Not only does olive oil taste delicious, but it is good for you, too.
A basket of crusty bread was passed around, so we could dip into each bowl and compare the flavors.
Each selection was labeled according to region of origin, as well as grade.
Like selecting wine, taste is a matter of preference. Grades are based on the methods used to harvest and press the olives, acidity, and flavor.
Extra virgin and virgin olive oils are the finest on the market. The highest quality olives are harvested by hand and cold pressed, which means they are processed at a low temperature. Many people believe that this makes the oil taste better and contain less toxins.
With an acidity of less than one percent, the virgin oils are best used in dressings, dips, or other uncooked dishes, so that you may experience and enjoys the robust aroma and flavor. Use in leafy salads where the oil can assist in drawing out all of the healthy compounds.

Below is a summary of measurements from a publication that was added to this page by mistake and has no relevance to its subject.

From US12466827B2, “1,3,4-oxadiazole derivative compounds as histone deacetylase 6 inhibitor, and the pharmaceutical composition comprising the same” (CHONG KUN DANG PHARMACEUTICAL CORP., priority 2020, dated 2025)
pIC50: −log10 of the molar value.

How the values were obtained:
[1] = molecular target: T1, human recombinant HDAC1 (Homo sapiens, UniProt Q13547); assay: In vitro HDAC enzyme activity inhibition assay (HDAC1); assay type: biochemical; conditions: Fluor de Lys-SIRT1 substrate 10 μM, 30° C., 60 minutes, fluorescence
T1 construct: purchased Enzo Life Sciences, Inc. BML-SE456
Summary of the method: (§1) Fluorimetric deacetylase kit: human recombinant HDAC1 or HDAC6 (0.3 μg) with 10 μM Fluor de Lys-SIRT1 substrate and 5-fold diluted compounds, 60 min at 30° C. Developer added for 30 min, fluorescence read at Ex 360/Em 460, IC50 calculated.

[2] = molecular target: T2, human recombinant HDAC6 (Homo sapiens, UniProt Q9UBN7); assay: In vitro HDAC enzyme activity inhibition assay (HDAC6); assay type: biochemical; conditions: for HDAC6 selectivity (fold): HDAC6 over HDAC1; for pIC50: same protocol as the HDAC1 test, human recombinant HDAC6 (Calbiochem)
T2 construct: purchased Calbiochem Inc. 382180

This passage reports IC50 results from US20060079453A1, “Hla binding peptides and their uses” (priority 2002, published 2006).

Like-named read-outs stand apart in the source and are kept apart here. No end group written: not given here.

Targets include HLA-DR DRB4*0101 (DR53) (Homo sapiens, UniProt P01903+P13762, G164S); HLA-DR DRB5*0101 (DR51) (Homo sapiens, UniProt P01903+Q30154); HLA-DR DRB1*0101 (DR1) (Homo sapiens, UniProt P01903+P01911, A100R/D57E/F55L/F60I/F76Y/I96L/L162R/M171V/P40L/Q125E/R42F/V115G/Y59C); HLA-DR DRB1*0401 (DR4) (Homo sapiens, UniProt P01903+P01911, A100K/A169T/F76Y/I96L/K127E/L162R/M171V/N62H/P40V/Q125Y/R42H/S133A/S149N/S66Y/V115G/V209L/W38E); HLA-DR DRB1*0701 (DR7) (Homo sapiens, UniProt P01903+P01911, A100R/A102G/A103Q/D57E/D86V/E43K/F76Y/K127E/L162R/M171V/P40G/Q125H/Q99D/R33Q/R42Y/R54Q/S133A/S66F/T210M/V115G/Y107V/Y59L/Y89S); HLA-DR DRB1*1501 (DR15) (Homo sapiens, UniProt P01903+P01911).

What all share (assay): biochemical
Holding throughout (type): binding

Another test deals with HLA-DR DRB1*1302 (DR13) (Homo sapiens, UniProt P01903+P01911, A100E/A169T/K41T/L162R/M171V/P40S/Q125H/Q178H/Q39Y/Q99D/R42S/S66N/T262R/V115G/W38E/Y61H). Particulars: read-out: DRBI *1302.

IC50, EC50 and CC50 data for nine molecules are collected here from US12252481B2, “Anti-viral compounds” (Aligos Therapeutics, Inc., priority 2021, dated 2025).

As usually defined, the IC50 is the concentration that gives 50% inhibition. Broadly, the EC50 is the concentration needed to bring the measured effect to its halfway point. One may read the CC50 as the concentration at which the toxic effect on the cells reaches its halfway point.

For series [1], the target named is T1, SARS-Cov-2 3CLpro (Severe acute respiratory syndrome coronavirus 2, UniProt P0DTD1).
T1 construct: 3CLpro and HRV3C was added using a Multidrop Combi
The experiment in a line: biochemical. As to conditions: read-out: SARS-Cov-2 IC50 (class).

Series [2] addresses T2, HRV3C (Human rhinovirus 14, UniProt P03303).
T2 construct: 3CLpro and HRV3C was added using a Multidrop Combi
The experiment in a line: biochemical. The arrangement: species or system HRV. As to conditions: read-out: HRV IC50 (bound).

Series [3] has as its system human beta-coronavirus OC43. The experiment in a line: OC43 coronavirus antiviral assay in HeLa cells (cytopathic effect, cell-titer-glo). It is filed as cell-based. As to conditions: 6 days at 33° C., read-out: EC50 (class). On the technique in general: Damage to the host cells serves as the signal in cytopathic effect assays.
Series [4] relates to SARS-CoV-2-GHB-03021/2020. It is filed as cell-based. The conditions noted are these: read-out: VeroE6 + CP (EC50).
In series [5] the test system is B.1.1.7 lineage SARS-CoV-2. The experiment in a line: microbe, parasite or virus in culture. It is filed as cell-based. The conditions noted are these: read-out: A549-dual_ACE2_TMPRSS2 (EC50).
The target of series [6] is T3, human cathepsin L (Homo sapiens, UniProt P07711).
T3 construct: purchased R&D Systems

Premium extra virgin and other extra virgin varieties have the best taste, while virgin can be used for cooking, yet it tastes good enough to enjoy uncooked.
Oils that are further processed after the first pressing are no longer considered virgin. They are sent to be refined via the introduction of chemicals, heat, and filtration techniques.
These lower quality varieties are referred to as semi-fine, refined, and pure. Each grade has its place in the kitchen. Lower grades are often used strictly for cooking purposes.
Olives are grown throughout the Mediterranean region and other areas of the world. Italy, Spain, Greece, France, and California are top producers.
The flavor and color of oil will vary according to a region’s climate and soil. Olives from different regions can be blended together to produce different varieties, which is economical, yet still high quality. Other producers will use olives from one region alone, producing unique flavors.
- Spanish – yellow, fruity
- Italian – dark green, herbal
- Greek – green, robust
- French – pale yellow, mild
- Californian – light yellow, fruity
Drizzled over vegetables, splashed atop spaghetti, infused with herbs, or stirred into soup, olive oil is an essential ingredient to have on hand.
About Jennifer Swartvagher
Jennifer is an experienced journalist and author. Her work has been featured on TODAY Parents, The New York Times Blog, BlogHer, Scary Mommy, and scores of other parenting and cooking publications.